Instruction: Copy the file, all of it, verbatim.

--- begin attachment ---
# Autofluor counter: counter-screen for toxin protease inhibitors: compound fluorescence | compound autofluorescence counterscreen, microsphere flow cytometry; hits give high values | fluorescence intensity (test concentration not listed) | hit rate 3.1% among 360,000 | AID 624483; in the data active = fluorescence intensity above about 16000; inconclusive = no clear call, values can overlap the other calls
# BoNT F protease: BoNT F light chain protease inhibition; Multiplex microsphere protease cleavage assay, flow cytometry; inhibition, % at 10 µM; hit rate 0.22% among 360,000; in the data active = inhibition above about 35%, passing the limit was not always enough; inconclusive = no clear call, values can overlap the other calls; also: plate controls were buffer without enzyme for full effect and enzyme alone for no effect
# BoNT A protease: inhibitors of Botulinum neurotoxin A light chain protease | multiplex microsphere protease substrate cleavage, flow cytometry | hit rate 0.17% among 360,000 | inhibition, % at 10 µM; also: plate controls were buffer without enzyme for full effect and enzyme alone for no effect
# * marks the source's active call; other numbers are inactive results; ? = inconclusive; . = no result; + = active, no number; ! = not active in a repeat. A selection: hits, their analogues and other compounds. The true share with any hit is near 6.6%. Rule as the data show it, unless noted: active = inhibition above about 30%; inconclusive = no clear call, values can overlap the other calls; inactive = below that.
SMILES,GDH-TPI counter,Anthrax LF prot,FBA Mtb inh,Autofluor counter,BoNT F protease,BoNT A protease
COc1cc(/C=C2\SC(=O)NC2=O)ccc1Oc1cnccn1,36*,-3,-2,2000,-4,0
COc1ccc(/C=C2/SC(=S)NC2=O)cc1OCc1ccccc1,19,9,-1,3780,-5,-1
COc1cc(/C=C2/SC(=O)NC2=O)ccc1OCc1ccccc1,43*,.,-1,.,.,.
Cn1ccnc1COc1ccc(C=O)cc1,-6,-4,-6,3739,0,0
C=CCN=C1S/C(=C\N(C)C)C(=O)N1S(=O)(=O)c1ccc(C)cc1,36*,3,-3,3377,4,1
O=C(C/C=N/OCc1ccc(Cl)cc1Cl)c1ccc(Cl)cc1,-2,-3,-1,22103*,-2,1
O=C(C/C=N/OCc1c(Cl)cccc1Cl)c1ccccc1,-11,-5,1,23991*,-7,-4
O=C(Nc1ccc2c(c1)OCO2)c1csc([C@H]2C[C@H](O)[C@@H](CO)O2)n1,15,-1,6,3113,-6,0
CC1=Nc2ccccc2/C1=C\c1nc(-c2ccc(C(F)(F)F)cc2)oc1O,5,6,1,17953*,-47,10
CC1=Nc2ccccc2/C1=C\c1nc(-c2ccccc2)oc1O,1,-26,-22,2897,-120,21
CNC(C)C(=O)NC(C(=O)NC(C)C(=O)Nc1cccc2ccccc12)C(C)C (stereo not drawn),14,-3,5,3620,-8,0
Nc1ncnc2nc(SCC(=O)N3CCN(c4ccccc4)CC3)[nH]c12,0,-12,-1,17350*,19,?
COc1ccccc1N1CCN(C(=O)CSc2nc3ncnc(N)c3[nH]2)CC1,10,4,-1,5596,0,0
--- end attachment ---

# Autofluor counter: counter-screen for toxin protease inhibitors: compound fluorescence | compound autofluorescence counterscreen, microsphere flow cytometry; hits give high values | fluorescence intensity (test concentration not listed) | hit rate 3.1% among 360,000 | AID 624483; in the data active = fluorescence intensity above about 16000; inconclusive = no clear call, values can overlap the other calls
# BoNT F protease: BoNT F light chain protease inhibition; Multiplex microsphere protease cleavage assay, flow cytometry; inhibition, % at 10 µM; hit rate 0.22% among 360,000; in the data active = inhibition above about 35%, passing the limit was not always enough; inconclusive = no clear call, values can overlap the other calls; also: plate controls were buffer without enzyme for full effect and enzyme alone for no effect
# BoNT A protease: inhibitors of Botulinum neurotoxin A light chain protease | multiplex microsphere protease substrate cleavage, flow cytometry | hit rate 0.17% among 360,000 | inhibition, % at 10 µM; also: plate controls were buffer without enzyme for full effect and enzyme alone for no effect
# * marks the source's active call; other numbers are inactive results; ? = inconclusive; . = no result; + = active, no number; ! = not active in a repeat. A selection: hits, their analogues and other compounds. The true share with any hit is near 6.6%. Rule as the data show it, unless noted: active = inhibition above about 30%; inconclusive = no clear call, values can overlap the other calls; inactive = below that.
SMILES,GDH-TPI counter,Anthrax LF prot,FBA Mtb inh,Autofluor counter,BoNT F protease,BoNT A protease
COc1cc(/C=C2\SC(=O)NC2=O)ccc1Oc1cnccn1,36*,-3,-2,2000,-4,0
COc1ccc(/C=C2/SC(=S)NC2=O)cc1OCc1ccccc1,19,9,-1,3780,-5,-1
COc1cc(/C=C2/SC(=O)NC2=O)ccc1OCc1ccccc1,43*,.,-1,.,.,.
Cn1ccnc1COc1ccc(C=O)cc1,-6,-4,-6,3739,0,0
C=CCN=C1S/C(=C\N(C)C)C(=O)N1S(=O)(=O)c1ccc(C)cc1,36*,3,-3,3377,4,1
O=C(C/C=N/OCc1ccc(Cl)cc1Cl)c1ccc(Cl)cc1,-2,-3,-1,22103*,-2,1
O=C(C/C=N/OCc1c(Cl)cccc1Cl)c1ccccc1,-11,-5,1,23991*,-7,-4
O=C(Nc1ccc2c(c1)OCO2)c1csc([C@H]2C[C@H](O)[C@@H](CO)O2)n1,15,-1,6,3113,-6,0
CC1=Nc2ccccc2/C1=C\c1nc(-c2ccc(C(F)(F)F)cc2)oc1O,5,6,1,17953*,-47,10
CC1=Nc2ccccc2/C1=C\c1nc(-c2ccccc2)oc1O,1,-26,-22,2897,-120,21
CNC(C)C(=O)NC(C(=O)NC(C)C(=O)Nc1cccc2ccccc12)C(C)C (stereo not drawn),14,-3,5,3620,-8,0
Nc1ncnc2nc(SCC(=O)N3CCN(c4ccccc4)CC3)[nH]c12,0,-12,-1,17350*,19,?
COc1ccccc1N1CCN(C(=O)CSc2nc3ncnc(N)c3[nH]2)CC1,10,4,-1,5596,0,0